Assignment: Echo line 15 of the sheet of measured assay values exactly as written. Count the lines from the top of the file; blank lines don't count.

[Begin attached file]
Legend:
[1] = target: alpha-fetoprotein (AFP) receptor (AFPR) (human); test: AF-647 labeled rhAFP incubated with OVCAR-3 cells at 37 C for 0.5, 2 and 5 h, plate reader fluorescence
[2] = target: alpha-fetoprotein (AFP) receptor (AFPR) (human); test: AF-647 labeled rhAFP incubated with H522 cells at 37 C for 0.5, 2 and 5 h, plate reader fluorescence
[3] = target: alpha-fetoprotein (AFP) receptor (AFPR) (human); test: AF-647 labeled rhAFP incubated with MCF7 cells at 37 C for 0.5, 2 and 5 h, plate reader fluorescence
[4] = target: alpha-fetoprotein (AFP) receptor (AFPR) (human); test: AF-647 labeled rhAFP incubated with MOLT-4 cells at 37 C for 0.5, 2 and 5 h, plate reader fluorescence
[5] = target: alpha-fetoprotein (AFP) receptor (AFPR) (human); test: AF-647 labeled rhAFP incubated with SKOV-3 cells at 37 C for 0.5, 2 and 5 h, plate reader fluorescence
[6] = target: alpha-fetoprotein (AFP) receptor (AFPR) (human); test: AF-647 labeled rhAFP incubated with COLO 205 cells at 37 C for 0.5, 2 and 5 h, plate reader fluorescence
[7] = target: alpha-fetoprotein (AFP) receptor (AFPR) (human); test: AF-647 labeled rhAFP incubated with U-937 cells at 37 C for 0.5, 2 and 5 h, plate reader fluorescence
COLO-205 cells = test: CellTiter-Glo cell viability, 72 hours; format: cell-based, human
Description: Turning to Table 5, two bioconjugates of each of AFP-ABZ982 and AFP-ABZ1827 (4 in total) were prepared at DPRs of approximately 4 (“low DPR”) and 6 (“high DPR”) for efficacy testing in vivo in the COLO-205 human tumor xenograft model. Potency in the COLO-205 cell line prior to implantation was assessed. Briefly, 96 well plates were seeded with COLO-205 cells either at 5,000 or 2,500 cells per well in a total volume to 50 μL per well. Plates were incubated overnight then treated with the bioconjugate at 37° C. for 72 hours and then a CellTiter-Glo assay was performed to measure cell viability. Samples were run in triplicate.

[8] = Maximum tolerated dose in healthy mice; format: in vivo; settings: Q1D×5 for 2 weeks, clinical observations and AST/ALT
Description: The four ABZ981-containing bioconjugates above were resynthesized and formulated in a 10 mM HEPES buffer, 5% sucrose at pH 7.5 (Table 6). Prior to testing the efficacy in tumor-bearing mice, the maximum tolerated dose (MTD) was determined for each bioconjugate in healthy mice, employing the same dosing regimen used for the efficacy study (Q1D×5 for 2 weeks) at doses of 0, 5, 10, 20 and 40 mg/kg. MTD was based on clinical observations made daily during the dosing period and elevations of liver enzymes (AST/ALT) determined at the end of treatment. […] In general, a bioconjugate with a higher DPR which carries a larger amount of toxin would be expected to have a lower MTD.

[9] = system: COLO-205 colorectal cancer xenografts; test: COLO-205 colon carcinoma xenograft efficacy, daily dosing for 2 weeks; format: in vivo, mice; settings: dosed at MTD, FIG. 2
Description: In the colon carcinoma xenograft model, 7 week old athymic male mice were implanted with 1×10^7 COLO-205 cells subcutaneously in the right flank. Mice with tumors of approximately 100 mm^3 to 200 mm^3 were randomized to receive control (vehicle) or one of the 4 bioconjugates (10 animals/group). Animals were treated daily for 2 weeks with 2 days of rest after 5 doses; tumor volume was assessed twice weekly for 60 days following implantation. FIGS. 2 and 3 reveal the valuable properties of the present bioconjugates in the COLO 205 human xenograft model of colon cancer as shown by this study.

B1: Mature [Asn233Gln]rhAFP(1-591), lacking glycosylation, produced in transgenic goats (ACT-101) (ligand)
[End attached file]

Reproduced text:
B1: Mature [Asn233Gln]rhAFP(1-591), lacking glycosylation, produced in transgenic goats (ACT-101) (ligand)